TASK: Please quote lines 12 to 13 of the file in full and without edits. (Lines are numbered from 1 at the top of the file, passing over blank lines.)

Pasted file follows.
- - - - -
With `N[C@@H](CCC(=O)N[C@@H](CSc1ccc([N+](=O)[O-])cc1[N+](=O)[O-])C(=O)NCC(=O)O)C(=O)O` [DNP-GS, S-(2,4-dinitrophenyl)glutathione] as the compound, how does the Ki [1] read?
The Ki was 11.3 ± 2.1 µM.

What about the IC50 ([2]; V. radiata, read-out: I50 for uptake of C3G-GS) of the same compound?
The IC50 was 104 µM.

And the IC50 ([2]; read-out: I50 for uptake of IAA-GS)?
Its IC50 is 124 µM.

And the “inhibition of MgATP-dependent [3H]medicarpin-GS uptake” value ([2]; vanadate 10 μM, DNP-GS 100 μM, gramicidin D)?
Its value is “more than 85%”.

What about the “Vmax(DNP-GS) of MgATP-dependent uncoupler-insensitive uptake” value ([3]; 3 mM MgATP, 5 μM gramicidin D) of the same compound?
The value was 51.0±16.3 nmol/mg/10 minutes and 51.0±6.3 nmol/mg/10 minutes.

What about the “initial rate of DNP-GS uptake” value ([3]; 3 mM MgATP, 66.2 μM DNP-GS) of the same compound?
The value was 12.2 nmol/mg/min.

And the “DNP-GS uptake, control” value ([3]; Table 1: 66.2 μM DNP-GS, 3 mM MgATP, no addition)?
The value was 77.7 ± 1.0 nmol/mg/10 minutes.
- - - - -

The value was 12.2 nmol/mg/min.

And the “DNP-GS uptake, control” value ([3]; Table 1: 66.2 μM DNP-GS, 3 mM MgATP, no addition)?